June 2008 Google, Yahoo, Microsoft Paid Search Market Share
Looking at our agency’s client base in aggregate, last month Google received 79% of our clients’ ad dollars. Yahoo received 17%. Microsoft received 5%.
Here are the year-to-date ad spend share figures for our clients.
Same data, graphed:
Background: RKG manages pay-per-click advertising for over 100 online retailers. Most are B2C. Nearly all bring a direct-marketing perspective to paid search. Our clients focus on ROI rather than CPC or CPM. We’d suggest online retailers as a class are among the savviest and most demanding competitors in the click auctions. Data from our agency may or not be representative of the total online advertising universe.
Our clients don’t establish a priori budgets by engine. Rather, our clients instruct us to buy as many clicks as possible which meet their marketing targets (revenue, margin, ROI, etc). Our portfolio bidding platform is highly effective at achieving these targets.
Thus, we’d suggest that the ad spend share data presented above is a reasonable proxy for click quality. Click quality is a function of both the population using each engine, as well as the engines’ skill at matching searches with relevant ads.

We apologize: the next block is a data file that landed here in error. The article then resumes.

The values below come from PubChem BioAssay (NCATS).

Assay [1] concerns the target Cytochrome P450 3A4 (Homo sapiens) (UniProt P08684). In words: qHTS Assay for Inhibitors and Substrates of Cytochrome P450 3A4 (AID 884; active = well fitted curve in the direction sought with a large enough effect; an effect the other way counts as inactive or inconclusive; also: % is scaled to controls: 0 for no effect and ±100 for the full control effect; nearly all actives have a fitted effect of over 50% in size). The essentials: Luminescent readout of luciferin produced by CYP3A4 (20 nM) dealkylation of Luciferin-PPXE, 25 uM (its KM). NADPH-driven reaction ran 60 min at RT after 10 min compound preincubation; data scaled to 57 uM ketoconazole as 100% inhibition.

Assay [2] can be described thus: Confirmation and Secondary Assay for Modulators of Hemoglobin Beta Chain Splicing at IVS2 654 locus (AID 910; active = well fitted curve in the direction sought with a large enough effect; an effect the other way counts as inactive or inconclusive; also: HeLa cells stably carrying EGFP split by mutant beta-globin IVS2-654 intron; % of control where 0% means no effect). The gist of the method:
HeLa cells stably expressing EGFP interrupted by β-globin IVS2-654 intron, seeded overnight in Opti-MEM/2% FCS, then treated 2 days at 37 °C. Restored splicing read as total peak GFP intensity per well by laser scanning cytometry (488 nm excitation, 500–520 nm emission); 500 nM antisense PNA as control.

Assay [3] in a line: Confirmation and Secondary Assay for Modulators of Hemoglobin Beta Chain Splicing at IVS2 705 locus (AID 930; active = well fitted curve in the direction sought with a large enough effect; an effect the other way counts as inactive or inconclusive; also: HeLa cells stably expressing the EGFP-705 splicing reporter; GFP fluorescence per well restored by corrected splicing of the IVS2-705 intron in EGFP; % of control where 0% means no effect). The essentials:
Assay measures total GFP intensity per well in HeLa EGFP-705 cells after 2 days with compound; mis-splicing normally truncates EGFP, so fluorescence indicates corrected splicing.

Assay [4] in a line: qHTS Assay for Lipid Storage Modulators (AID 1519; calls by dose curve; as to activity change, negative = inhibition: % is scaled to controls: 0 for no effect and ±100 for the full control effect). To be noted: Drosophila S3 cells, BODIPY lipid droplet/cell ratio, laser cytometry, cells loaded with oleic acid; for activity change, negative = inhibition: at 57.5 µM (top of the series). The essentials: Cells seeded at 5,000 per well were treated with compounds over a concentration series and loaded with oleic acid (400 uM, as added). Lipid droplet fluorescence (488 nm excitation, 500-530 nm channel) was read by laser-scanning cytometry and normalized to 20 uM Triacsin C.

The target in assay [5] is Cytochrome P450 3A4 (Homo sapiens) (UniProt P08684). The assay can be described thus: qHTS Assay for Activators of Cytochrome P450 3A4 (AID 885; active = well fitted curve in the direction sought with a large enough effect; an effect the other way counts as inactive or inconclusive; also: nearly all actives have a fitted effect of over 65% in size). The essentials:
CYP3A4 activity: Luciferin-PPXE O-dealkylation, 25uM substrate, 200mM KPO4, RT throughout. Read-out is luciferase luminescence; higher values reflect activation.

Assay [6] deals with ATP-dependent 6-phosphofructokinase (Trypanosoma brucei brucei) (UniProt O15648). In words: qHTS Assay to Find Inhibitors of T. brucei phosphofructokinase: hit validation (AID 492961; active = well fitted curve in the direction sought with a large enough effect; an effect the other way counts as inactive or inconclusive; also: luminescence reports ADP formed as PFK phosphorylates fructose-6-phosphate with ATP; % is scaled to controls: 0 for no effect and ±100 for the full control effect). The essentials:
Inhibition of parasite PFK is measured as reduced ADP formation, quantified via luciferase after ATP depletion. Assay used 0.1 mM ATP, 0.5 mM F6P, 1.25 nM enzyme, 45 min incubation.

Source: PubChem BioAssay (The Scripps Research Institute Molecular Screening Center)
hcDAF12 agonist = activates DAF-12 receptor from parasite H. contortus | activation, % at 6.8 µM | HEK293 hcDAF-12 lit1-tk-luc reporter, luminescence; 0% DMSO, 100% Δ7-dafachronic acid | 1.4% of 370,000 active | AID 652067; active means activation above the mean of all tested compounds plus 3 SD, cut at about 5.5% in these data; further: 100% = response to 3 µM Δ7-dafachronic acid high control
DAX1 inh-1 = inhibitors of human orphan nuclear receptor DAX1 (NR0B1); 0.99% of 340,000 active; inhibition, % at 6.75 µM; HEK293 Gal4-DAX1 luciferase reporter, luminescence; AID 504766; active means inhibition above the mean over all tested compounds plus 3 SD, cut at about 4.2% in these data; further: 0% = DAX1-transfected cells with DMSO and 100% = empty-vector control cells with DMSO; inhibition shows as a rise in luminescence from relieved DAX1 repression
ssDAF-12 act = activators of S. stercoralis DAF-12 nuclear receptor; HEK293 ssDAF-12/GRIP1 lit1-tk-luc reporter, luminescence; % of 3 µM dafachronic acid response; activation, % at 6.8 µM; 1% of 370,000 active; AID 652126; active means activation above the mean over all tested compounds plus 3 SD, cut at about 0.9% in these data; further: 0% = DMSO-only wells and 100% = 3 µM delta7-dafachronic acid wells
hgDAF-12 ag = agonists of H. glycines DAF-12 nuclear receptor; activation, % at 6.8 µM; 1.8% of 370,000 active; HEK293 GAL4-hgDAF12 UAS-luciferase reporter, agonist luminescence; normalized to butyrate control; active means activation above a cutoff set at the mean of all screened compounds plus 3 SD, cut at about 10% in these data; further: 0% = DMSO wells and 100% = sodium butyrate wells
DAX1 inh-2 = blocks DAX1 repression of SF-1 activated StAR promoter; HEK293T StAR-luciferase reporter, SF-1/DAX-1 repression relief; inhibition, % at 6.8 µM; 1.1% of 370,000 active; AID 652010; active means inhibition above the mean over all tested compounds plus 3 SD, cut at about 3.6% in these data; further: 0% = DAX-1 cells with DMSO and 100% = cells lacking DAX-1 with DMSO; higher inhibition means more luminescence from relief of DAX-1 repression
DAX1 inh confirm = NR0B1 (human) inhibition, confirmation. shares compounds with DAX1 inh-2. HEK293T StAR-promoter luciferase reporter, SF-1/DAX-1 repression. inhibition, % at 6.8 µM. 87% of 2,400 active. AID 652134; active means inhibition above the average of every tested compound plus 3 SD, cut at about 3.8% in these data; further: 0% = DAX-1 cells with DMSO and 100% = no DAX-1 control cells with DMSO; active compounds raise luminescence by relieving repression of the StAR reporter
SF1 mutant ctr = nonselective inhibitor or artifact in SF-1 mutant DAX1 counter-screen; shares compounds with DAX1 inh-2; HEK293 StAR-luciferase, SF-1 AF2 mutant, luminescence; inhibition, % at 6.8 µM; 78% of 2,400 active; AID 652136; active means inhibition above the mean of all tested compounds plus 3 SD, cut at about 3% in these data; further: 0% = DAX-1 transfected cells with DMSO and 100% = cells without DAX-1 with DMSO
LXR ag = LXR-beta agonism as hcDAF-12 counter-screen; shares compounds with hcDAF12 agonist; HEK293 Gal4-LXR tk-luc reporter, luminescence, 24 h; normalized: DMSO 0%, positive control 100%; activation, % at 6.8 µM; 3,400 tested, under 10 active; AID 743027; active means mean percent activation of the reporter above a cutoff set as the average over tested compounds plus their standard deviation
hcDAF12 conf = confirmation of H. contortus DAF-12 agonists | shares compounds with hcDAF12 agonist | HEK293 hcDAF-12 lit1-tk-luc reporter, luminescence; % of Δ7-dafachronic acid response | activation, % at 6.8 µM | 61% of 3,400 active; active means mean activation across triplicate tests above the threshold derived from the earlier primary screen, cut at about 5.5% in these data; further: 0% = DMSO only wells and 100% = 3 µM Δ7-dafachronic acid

The main take-away from those data is Google’s staggering dominance of paid search. Sometimes this obvious point seems forgotten in the mainstream business press. In the paid search world, Google isn’t big, Google is gigantic. And Microsoft isn’t small — Microsoft is tiny.
It seems logarithmic, like the Richter scale. In terms of share of ad dollars, Yahoo almost is four times larger than Microsoft, and Google is almost five times larger Yahoo. Rarely is the skew between the top three competitors in any field so dramatic.
A smaller take-away from these data is Yahoo has upticked in each of the last four months, gaining share at Google’s expense. However, the absolute size of that improvement is small, and doesn’t change the situation.
Which engines are driving sales to our clients? Because our analysts and our technology manage campaigns to profit targets, and because those targets are typically consistent across the engines, it follows that our clients see roughly the same percentage of revenue from each engine as the corresponding ad spend.
Here’s that graph, tracked web sales by engine by month, aggregated across all our clients.
Are the engines equally good at transforming impressions or clicks into ad revenue? Nope.
Google brings in an effective aggregate CPM of $10, versus Yahoo’s effective CPM of $6. Microsoft commands an impressive $20 eCPM, but remember that is on tiny volume.
Google enjoys an effective aggregate CPC of 52c across all our clients’ campaigns. Yahoo and Microsoft come in about 17% lower, at 44c and 43c respectively.